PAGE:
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|A Ghost Story|
dir-scr David Lowery
prd Adam Donaghey, Toby Halbrooks, James M Johnston
with Casey Affleck, Rooney Mara, Will Oldham, Sonia Acevedo, Brea Grant, Augustine Frizzell, Rob Zabrecky, Barlow Jacobs, Liz Franke, Kenneisha Thompson, Grover Coulson, Jonny Mars
release US 7.Jul.17, UK 11.Aug.17
He's behind you: Mara
SUNDANCE FILM FEST
|R E V I E W B Y R I C H C L I N E|
A quirky oddity of a movie that's more than a little indulgent, this spiritual odyssey explores issues of life, death and time with a poetic sensibility, almost as if Terrence Malick made an extended Saturday Night Live sketch. It's so absurd that it feels like it should be funny, but the tone is strikingly somber, even morose. And while it's too mannered to be emotionally involving, it's impossible to look away.
A young couple (Affleck and Mara) have their happy life interrupted by a car crash that leaves the deceased husband wandering the rooms of their house, watching his wife grieve as he looking for some sort of reason to move on. His only communication is with a spirit next door, and things get lonelier when his widow moves away, replaced by a single mother (Acevedo), then a house full of young partiers, including one talkative guy (Oldham) who goes on and on about the meaning of existence. But this ghost's journey has still only begun.
Writer-director Lowery has two very clever gimmicks. First is the idea of recounting a haunting from the spectre's perspective, which inventively adds an unsettling sense of loss and yearning rather than horror. Second, and rather more gimmicky, is to depict the ghost using the oldest trope imaginable: a man covered in a sheet with two eye holes cut out. This may look vaguely ridiculous initially, but the largely effects-free approach adds unexpected weight to the spirit's presence, and it's performed and filmed for maximum visual impact.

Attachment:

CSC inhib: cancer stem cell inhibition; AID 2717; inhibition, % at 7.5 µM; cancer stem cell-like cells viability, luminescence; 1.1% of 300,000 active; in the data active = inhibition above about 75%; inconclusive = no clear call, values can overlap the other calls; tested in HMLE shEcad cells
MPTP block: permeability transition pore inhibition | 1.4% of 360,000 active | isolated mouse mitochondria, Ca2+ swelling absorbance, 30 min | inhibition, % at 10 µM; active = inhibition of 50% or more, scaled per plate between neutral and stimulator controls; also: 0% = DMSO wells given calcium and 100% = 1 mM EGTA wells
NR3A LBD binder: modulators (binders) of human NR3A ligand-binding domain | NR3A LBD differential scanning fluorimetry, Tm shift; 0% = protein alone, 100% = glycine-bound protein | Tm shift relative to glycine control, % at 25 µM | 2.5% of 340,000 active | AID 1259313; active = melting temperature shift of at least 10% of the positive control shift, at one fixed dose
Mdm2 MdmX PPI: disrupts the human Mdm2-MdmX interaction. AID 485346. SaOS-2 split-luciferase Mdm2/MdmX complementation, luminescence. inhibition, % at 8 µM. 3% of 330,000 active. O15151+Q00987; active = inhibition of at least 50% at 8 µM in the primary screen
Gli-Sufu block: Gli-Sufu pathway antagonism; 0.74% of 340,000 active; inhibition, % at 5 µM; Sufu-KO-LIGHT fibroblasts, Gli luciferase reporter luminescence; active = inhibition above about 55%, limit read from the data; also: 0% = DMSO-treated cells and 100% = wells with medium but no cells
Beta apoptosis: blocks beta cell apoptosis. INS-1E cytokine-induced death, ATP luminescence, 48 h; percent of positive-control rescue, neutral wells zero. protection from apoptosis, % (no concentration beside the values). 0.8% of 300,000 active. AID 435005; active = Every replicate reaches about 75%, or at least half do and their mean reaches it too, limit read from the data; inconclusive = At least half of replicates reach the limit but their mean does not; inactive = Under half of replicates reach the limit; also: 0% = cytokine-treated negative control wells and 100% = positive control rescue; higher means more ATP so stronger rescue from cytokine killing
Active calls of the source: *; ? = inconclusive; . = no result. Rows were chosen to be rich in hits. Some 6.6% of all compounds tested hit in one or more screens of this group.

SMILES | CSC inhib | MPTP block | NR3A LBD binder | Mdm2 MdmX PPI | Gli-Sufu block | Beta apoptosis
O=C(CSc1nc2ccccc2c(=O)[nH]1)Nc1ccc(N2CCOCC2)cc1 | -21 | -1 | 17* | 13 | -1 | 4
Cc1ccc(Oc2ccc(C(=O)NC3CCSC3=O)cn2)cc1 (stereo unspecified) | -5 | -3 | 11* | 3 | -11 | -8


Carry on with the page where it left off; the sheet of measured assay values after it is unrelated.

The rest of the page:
In their relatively brief on-screen moments, Affleck and Mara beautifully convey this couple's complexity. There's a deep connection mixed with various individual issues that makes them strikingly authentic, adding to the sense of distance later. Only Acevedo and Oldham have characters that make any other impact, and both are superb: Acevedo as the steely single mother in a more typical horror interlude, and Oldham as a blabbermouth who has no idea how close he gets to the truth.
Exactly what Lowery is doing here remains elusive, deliberately obscured by the often painfully quiet way scenes unfold in long, static takes. This achingly still approach will put off some viewers, although a couple of clever effects and a properly mind-bending final act have strong impact. This is a meditation on loss as well as a comment on the unreality of time itself. And it's rare to find a movie that encourages us to get lost in its depths.
|R E A D E R R E V I E W S|
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© 2017 by Rich Cline, Shadows on the Wall
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